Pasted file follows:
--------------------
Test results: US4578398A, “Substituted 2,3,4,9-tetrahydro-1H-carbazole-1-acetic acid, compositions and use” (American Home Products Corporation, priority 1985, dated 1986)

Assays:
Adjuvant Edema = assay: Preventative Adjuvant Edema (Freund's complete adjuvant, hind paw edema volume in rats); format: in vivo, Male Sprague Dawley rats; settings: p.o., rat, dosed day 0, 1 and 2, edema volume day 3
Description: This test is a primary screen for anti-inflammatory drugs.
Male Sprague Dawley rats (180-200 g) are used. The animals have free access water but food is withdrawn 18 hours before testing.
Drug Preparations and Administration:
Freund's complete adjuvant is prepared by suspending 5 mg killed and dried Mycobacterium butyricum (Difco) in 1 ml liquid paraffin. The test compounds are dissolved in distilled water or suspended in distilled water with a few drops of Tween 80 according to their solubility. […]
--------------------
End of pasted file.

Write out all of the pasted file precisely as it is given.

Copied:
Test results: US4578398A, “Substituted 2,3,4,9-tetrahydro-1H-carbazole-1-acetic acid, compositions and use” (American Home Products Corporation, priority 1985, dated 1986)

Assays:
Adjuvant Edema = assay: Preventative Adjuvant Edema (Freund's complete adjuvant, hind paw edema volume in rats); format: in vivo, Male Sprague Dawley rats; settings: p.o., rat, dosed day 0, 1 and 2, edema volume day 3
Description: This test is a primary screen for anti-inflammatory drugs.
Male Sprague Dawley rats (180-200 g) are used. The animals have free access water but food is withdrawn 18 hours before testing.
Drug Preparations and Administration:
Freund's complete adjuvant is prepared by suspending 5 mg killed and dried Mycobacterium butyricum (Difco) in 1 ml liquid paraffin. The test compounds are dissolved in distilled water or suspended in distilled water with a few drops of Tween 80 according to their solubility. […]